Starting at the time when the legumes were weeded, the okra crop was in parallel to the legume sprouting. The legume sprouting capacity after weeding was quantified by the rate of live soil coverage, determined after 110 days, using the number of intersections method. This consisted of a one square meter wooden frame containing a 10 cm mesh string net that defined 100 points and the cover was read directly in percent. The weed dry matter was determined in the central area of the plots in 1 m², at 20, 50 and 110 days after sowing the okra (DAS). The dry matter was quantified after drying in a forced air ventilation chamber at 65º±2oC until constant mass. After each assessment, the weeds from all the plots were removed manually and with the help of a hoe and left on top of the soil.

The volumetric moisture of the 0 to 5 cm soil layer was determined on January 17 (50 DAS) and April 29 2011 (150 DAS). The first assessment of the water volume removed from the soil was in the dry period of the wet season, when the crops were most vulnerable to water shortage and the second assessment was at the end of the rainy season. The volume of water in the soil was determined indirectly by the apparent soil density, using the chamber standard (Bernardo et al., 2006).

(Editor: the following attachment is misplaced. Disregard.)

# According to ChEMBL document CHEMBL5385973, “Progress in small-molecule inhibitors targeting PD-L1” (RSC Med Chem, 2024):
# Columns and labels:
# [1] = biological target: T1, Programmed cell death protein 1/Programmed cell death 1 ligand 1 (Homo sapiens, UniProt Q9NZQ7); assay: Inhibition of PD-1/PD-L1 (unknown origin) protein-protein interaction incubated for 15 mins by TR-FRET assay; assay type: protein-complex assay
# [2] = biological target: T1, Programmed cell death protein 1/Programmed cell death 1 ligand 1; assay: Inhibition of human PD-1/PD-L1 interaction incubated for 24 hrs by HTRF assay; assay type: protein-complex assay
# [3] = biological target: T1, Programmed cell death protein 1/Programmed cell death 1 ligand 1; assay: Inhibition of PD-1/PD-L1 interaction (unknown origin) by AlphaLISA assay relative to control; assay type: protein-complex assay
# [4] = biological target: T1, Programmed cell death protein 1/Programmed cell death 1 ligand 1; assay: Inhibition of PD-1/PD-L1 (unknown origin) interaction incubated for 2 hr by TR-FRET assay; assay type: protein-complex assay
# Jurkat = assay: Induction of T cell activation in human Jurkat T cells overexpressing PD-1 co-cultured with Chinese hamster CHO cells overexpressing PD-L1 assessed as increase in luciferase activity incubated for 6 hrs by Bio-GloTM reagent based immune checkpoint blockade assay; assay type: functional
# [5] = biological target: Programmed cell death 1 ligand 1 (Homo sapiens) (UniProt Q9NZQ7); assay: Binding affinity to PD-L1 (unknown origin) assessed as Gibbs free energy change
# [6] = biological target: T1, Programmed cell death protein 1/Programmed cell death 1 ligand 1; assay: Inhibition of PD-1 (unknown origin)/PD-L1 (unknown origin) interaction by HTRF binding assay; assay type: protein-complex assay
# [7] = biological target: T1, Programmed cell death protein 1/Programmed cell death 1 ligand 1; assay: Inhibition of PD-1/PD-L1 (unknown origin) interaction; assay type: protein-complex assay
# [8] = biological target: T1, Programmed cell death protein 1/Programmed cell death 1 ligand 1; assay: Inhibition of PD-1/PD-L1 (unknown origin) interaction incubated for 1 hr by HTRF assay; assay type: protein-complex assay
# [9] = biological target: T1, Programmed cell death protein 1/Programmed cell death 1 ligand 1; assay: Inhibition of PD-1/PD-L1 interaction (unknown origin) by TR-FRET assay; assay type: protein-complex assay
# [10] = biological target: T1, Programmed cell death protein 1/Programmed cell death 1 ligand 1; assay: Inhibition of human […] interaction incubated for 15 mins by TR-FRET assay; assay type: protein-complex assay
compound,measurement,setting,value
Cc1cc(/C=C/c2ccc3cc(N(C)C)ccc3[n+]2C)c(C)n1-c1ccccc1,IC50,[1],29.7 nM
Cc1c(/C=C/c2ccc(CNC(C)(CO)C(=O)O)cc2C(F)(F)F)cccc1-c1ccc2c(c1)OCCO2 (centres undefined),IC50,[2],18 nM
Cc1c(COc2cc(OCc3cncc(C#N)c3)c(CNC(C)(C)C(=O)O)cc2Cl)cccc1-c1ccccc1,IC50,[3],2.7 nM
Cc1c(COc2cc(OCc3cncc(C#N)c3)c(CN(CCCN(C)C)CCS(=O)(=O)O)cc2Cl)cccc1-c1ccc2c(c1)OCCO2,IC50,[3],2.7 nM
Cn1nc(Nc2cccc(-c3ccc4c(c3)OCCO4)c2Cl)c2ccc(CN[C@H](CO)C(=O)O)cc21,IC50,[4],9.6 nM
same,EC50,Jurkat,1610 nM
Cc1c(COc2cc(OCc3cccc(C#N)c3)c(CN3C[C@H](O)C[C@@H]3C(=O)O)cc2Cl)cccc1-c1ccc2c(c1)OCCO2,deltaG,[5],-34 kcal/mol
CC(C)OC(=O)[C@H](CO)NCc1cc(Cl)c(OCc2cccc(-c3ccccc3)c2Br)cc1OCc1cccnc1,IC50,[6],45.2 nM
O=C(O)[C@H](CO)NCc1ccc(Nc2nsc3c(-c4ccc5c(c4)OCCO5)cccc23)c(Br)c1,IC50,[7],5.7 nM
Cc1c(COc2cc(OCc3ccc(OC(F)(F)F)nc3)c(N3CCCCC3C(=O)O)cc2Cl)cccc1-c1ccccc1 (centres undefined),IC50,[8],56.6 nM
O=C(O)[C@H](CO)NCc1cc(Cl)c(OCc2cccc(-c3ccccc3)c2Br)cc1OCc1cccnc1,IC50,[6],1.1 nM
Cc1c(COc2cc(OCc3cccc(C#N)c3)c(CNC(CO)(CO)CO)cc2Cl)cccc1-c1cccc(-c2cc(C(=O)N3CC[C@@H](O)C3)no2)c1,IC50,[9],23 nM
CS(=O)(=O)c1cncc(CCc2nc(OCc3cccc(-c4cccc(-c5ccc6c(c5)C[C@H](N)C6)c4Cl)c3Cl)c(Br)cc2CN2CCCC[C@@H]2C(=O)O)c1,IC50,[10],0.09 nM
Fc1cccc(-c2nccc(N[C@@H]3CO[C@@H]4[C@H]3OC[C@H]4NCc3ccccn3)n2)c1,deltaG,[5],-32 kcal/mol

The okra height was assessed during the harvest period (Sediyama et al., 2009), at 80, 110 and 150 DAS, using the mean of the values collected from the six central plants from each plot using a tape measure. The following were also assessed: mean mass, fruit number and yield during the harvests carried out between 80 and 150 DAS. Two collections were made per week during this period.

The statistical analyses were carried out using the SISVAR statistical program (Ferreira, 1998). The data were submitted to analysis of variance by the F test at 5% probability. The significant means were compared by the Tukey test at 5% probability.

RESULTS AND DISCUSSION

The okra was sown at the start of the rainy season in the region and although the period with available water was short for the legumes to sprout after the drought, weeding at the soil level the day before the okra was sown added quantities of dry matter to the cropping areas (Table 2). This green fertilization meant the delivery of macronutrients, highlighting the potential of tropical kudzo, perennial soybean and pinto peanut.

Parallel to the okra cultivation, the legumes Calopogonium mucunoides, pinto peanut and perennials soybean re-established themselves best after the weeding (Table 3). At 110 days after the weeding, the Calopogonium mucunoides presented 95.3%, pinto peanut 95.0% and perennial soybean, 33.3% green cover of the soil. The capacity of the perennial legumes to re-establish after weeding management is relevant, especially when considering the field with permanent soil cover, when it is expected that the legumes remain in the system, maintaining the benefits of their company with the crops.